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‘Body Farm’s’ Bass speaks at Fox Den

Dr. William “Bill” Bass lived up to his pledge to make the members of the Farragut West Knox Chamber of Commerce laugh during his Aug. 15 speaking engagement at Fox Den Country Club.

“He really has a great sense of humor,” said Jerry Parkerson, a manager with TDS Telecommun-ications Title Corp. “I think the humor takes away from the gore of the situations and makes it more palatable for those not involved in the field.”

Bass discussed three different cases during his breakfast presentation — a murdered teenager, an elderly man and a woman eaten by her dogs — and showed the humor in the dark times.

In the case of the teenager, a Clarksville woman who was murdered by the nephew of an area sheriff, Bass told the audience one of the identifying factors was her shovel-shaped incisor. These are teeth common to most ethnic groups with the exception of Asians. The murdered girl had a Japanese father and an American mother, so odds were great she developed the shovel-shaped incisors. Bass proceeded to tell the audience about canine teeth and their deep roots.

“When you go home today you’ll be able to tell your husband you learned about the canine teeth and feel around the front of his face for them,” Bass said, eliciting a laugh from the audience.

Sondra Wood of Park Place Title thought Bass used humor in appropriate ways throughout his presentation.

“He’s a funny and interesting man,” she said. “This is my second time hearing him and his presentations are pretty

awesome. His stories are


Wood said she enjoyed the story and slides surrounding the case of the Williamson County woman who was eaten by her dogs.

Bass told of a 54-year-old woman who was diagnosed with a brain tumor. Friends hadn’t seen her for a couple of weeks, so deputies were sent out to investigate and discovered her dead of natural causes.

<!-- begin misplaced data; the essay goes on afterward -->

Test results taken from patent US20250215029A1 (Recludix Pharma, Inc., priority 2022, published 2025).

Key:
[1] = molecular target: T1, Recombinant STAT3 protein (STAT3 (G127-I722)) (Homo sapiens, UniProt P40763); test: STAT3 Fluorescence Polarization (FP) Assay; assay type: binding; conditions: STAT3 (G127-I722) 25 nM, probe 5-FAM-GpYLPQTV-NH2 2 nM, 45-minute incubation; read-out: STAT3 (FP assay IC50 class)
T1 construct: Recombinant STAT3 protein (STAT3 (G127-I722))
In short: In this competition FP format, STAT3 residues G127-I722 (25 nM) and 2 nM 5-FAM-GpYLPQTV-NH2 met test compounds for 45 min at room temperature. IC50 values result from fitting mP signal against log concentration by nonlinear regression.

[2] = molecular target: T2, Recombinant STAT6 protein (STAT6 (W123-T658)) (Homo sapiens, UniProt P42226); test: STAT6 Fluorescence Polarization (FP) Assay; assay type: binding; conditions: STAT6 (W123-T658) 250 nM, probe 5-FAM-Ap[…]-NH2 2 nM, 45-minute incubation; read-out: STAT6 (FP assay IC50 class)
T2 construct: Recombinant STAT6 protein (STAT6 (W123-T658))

“This is a case of the pets eating the hands that fed them,” Bass said. “She had a couple of large dogs and they had pushed a hole in the screen door.”

Bass’ slide presentation showed photos of the woman’s cranial vault, the upper portion of her skull without the face portion. The bones showed teeth marks from the animals feeding.

Bass said a few days after investigating the matter, a bank official called asking about a $7,000 ring owned by the deceased and covered by the bank. The official, Bass said, was interested in getting the ring back or the bank would have to pay the money value for the ring to the estate.

“I told her this woman was eaten by her dogs,” Bass said. “The woman on the other end was silent, as if wondering how she got stuck with the case.”

Intrigued, Bass said he asked Williamson County deputies to go back and collect dog feces. Needless to say, the police were less than thrilled about the task.

“Deputy Barney came in with a six pound bag of feces and a seven pound bag of feces,” Bass said. “He was grumbling about having to do it, so I though of a way to make his day a little better. I called over some grad students and told them to soak the feces in water and then we’d have to squeeze through it. Deputy Barney left a lot happier, knowing he didn’t have such a bad job after all.”

Bass said the real way to examine 13 pounds of fecal material is through X-ray examination. They didn’t find the ring, but they did find the screw from a plate the woman had in her arm from the repair of a break several years earlier.

Farragut resident Gertrude Olds, a retired teacher, said she came to the event to hear such stories.

“I’d never heard him speak before,” she said. “I saw this in [farragutpress] and I was on the telephone the same day.”

Olds said she enjoyed his sense of humor and his presentation, even the slides of dog feces with a painted human toenail in it.

“This was really a great event,” she said.

Bass told the audience the next book in the fictional set written by he and Jon Jefferson, writing collectively as Jefferson Bass, is due out in January.

“The publisher called this past week and wants to do two more books in the series,” he said. “Our first book made the New York Times bestsellers list.”

After the presentation, Bass spent time signing books and chatting with his fans.


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